TITLE: At Least I'm Not Alone
AUTHOR: Eugene Wallingford
DATE: January 12, 2012 3:38 PM
One of the things I love about reading professional
blogs and twitter feeds is reassuring myself that I am
not crazy in many of my compulsions and obsessions.
On the exercise bike yesterday morning, I read Matt
End artificial scarcities to increase productivity.
Many years ago I saw my colleague, friend, and hero
do something that I now do faithfully: always carry
with me a pad of paper, small enough to fit comfortably
in most any pocket, and a good pen. When your life is
writing code, writing lectures, writing blog entries,
you often want to write at the oddest of times. Now I
am always ready to jot down any idea that comes into my
head as soon as it does. I may throw it away later as
a hare-brained scheme, but I prefer that to losing an
idea for lack of a notepad.
Our house has pens, pencils, and usually paper in nearly
every room. I have them in every bag I carry an in most
coats I wear. The kind of pen matters some; I hate
splotching and bleeding through. I have a fondness for
a particular older model of Uniball pens, but I'm not
obsessed with them. I do have a box of them in my desk
at home, and every once in a while I'll pull one out to
replace a pen that has run dry. They feel right in my
Like Might, I have MacbookPro power adapters in every room
in which I work, as well as one in my travel bag. The
cost of having three or four adapters have been well worth
the peace of mind. I even have a back-up battery or two
on hand most of the time. (My Pro is one of the older ones
with the removable battery.) I like to have one each in my
home and school offices, where i do most of my work and from
which most excursions begin.
On the bike this morning, I read Rands in Repose's
bag pr0n essay
from last month. Loved it! Like Lopp and many other geeks,
I have at times obsessed over my bag. Back in high school
I carried an attache case my parents gave me for Christmas.
(Yes, I was that guy.) Since college and grad school, I've
gone through several styles of bag, including freebies given
out at conferences and a couple of nice ones my wife gave me
as gifts. A few have provided what I desire: compactness,
with a few compartments but not too many.
One of my favorites was from SIGCSE in the late 1990s. I
still have it, though it shows its age and wear. Another
is a bag I got at one of the PLoP conferences in the early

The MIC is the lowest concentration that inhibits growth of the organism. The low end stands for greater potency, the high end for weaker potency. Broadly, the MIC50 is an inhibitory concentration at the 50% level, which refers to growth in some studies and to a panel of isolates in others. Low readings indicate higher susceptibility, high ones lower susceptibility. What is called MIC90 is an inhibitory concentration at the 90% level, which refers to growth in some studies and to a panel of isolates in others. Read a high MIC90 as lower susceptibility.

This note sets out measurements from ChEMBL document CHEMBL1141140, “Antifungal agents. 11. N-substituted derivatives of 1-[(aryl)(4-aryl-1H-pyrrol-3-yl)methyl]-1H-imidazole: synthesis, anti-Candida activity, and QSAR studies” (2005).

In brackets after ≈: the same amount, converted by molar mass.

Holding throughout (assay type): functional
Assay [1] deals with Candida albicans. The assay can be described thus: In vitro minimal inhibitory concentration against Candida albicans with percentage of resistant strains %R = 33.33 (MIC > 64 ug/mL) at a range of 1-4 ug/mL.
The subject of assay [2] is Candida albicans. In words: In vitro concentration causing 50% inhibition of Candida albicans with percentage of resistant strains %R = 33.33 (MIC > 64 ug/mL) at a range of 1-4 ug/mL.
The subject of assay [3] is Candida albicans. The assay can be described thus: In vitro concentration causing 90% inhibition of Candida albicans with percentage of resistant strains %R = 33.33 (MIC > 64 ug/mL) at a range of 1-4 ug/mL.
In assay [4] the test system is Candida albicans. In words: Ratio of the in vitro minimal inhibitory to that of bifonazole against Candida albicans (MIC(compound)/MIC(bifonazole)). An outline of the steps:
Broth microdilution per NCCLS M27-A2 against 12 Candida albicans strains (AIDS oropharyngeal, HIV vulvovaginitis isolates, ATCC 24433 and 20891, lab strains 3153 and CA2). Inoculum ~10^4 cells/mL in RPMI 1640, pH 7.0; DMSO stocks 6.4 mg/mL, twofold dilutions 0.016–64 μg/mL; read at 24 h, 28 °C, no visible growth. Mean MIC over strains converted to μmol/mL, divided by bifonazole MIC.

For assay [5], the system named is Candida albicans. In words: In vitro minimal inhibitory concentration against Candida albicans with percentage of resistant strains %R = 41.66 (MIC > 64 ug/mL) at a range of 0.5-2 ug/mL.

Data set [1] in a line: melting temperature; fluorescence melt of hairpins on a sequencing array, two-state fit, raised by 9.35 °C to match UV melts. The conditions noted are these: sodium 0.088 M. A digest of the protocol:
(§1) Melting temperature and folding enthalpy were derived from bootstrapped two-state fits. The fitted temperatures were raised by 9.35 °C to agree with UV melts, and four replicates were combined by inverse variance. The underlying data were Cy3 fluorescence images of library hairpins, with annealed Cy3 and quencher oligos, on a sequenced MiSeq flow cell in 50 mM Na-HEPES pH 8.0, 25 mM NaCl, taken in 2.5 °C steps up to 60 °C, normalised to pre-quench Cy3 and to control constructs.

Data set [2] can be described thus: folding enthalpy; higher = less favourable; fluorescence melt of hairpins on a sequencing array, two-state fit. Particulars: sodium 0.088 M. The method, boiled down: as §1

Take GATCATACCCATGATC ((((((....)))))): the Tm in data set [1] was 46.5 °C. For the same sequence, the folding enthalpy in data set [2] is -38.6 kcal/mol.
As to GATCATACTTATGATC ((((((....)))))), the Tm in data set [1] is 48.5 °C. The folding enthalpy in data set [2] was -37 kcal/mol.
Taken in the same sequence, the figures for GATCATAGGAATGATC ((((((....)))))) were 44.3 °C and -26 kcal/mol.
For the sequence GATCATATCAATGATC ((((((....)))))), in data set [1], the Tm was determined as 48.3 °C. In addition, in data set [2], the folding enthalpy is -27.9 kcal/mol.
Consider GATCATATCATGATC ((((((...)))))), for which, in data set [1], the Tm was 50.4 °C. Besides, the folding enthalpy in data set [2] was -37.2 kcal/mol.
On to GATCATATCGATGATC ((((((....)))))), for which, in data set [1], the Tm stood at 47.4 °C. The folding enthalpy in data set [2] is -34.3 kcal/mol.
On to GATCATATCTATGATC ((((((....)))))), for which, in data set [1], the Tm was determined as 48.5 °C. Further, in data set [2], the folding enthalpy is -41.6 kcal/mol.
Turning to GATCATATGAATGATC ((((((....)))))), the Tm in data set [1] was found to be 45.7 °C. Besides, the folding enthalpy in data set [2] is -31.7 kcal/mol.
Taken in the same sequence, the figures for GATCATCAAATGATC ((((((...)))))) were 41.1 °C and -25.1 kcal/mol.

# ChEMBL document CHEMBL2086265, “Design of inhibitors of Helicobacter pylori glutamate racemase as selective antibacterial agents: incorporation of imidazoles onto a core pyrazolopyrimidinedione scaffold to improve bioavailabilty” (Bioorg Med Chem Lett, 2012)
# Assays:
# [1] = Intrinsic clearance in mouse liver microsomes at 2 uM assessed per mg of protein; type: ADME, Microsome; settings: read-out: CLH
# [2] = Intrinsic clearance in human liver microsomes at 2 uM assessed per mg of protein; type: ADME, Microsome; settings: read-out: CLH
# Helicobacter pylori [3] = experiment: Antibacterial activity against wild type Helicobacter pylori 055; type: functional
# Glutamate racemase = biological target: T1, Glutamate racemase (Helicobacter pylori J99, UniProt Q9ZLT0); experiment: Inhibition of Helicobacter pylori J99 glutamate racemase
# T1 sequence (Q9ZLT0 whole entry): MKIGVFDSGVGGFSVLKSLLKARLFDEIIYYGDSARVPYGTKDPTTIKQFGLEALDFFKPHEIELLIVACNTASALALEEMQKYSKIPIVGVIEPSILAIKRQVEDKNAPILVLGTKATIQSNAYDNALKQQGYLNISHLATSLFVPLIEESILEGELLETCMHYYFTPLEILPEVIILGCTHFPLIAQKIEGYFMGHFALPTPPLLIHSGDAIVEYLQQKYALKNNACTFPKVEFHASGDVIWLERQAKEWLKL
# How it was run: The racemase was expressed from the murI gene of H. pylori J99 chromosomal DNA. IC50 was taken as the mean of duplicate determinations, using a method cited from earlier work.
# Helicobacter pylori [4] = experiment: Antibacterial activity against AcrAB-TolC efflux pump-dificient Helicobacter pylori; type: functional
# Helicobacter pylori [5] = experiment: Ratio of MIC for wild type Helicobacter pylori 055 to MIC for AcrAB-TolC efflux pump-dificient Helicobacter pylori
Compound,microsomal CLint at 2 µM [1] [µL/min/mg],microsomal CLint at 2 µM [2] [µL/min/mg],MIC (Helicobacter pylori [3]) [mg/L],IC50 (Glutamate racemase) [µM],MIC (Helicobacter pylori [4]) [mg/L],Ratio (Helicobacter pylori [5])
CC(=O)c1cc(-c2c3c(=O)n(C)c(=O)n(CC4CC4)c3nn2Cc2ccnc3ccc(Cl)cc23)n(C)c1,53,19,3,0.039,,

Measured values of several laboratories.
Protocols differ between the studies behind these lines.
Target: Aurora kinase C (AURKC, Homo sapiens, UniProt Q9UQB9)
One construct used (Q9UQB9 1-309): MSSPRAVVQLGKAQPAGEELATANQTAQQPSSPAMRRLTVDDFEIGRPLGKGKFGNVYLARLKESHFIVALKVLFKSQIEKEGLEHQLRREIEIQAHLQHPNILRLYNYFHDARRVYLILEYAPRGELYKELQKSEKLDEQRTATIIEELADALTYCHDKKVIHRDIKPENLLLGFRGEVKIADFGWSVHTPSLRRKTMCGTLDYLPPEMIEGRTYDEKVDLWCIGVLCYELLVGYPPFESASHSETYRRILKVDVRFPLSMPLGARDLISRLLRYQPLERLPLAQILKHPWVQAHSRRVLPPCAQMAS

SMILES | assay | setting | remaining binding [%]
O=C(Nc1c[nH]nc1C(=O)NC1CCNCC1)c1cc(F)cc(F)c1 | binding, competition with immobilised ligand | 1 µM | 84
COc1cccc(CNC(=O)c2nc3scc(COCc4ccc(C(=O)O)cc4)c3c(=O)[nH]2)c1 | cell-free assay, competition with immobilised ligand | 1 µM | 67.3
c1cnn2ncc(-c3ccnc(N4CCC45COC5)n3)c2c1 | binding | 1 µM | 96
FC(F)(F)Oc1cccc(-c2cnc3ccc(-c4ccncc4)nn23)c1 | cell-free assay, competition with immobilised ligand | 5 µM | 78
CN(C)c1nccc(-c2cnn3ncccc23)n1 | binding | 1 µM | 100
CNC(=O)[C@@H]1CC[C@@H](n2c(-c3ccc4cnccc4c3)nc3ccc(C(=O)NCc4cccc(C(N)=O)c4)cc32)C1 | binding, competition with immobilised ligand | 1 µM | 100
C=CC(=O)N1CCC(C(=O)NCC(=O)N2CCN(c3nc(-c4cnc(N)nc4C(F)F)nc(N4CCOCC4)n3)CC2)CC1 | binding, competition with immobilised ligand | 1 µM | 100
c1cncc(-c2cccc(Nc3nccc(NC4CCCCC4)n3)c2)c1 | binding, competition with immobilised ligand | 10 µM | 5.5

part of the previous decade. It was perfect for an iBook,
but is too small for my Pro. I still have it, too, waiting
for a time when it will fit my needs again. Both were
products of the days of really good conference swag. My
current bag is a simple leather case that my wife gave me.
It's been serving me well for a couple of years.
Each person has his or her particular point of obsession.
Mine is the way the shoulder strap attaches to the body of
bag. So many good bags have died too soon when the metallic
clasp holding strap to body broke, or the clasp worked loose,
or the fabric piece wore through.
Strange but true: One of my all time favorite bags was a $5
blue vinyl diaper bag that my wife bought at a garage sale
in the early 1990s. No one knew it was a diaper bag, or so
I think; at a glance it was rather inncouous. This bag was
especially useful at a time when I traveled a lot, attending
4-6 conferences a year and doing more personal travel than I
do these days. The changing pad served as a great
sleeve to protect my laptop (first a G3 clamshell, then
an iBook). The side compartments designed to hold two
baby bottles were great for bottles of water or soda.
This was especially handy for a long day flying -- back
when we could do such crazy things as carry drinks with
us. This bag also passed Rands' airport security line
test. It allowed for easy in-and-out of the laptop, and
then rolled nicely on its side for going through x-ray.
I still think about returning to this bag some day.
I'm sure that this sort of obsessiveness is a positive
trait for programmers. So many of us have it, it must be.